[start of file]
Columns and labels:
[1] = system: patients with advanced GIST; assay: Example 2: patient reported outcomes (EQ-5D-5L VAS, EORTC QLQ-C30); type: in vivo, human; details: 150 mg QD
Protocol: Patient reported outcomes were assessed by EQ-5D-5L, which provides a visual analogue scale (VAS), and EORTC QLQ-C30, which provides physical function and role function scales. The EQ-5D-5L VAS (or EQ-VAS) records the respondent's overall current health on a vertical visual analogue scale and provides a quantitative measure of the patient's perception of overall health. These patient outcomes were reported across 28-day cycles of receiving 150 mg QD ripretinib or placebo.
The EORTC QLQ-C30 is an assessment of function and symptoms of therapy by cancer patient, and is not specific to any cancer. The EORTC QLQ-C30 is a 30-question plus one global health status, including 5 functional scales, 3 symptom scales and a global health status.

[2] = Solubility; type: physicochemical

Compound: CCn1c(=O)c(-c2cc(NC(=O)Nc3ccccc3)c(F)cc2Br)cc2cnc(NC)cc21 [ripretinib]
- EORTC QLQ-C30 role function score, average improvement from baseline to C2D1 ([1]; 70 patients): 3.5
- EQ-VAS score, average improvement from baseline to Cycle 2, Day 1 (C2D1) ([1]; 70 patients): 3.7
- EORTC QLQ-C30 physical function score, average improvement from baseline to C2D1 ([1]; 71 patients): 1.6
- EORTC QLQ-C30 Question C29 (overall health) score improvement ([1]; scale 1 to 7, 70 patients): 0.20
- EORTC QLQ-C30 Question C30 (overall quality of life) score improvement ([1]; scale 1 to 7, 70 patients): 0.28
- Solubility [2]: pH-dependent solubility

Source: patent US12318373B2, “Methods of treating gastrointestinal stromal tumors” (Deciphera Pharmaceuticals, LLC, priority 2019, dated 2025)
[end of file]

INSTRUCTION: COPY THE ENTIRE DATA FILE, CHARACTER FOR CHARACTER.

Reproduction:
Columns and labels:
[1] = system: patients with advanced GIST; assay: Example 2: patient reported outcomes (EQ-5D-5L VAS, EORTC QLQ-C30); type: in vivo, human; details: 150 mg QD
Protocol: Patient reported outcomes were assessed by EQ-5D-5L, which provides a visual analogue scale (VAS), and EORTC QLQ-C30, which provides physical function and role function scales. The EQ-5D-5L VAS (or EQ-VAS) records the respondent's overall current health on a vertical visual analogue scale and provides a quantitative measure of the patient's perception of overall health. These patient outcomes were reported across 28-day cycles of receiving 150 mg QD ripretinib or placebo.
The EORTC QLQ-C30 is an assessment of function and symptoms of therapy by cancer patient, and is not specific to any cancer. The EORTC QLQ-C30 is a 30-question plus one global health status, including 5 functional scales, 3 symptom scales and a global health status.

[2] = Solubility; type: physicochemical

Compound: CCn1c(=O)c(-c2cc(NC(=O)Nc3ccccc3)c(F)cc2Br)cc2cnc(NC)cc21 [ripretinib]
- EORTC QLQ-C30 role function score, average improvement from baseline to C2D1 ([1]; 70 patients): 3.5
- EQ-VAS score, average improvement from baseline to Cycle 2, Day 1 (C2D1) ([1]; 70 patients): 3.7
- EORTC QLQ-C30 physical function score, average improvement from baseline to C2D1 ([1]; 71 patients): 1.6
- EORTC QLQ-C30 Question C29 (overall health) score improvement ([1]; scale 1 to 7, 70 patients): 0.20
- EORTC QLQ-C30 Question C30 (overall quality of life) score improvement ([1]; scale 1 to 7, 70 patients): 0.28
- Solubility [2]: pH-dependent solubility

Source: patent US12318373B2, “Methods of treating gastrointestinal stromal tumors” (Deciphera Pharmaceuticals, LLC, priority 2019, dated 2025)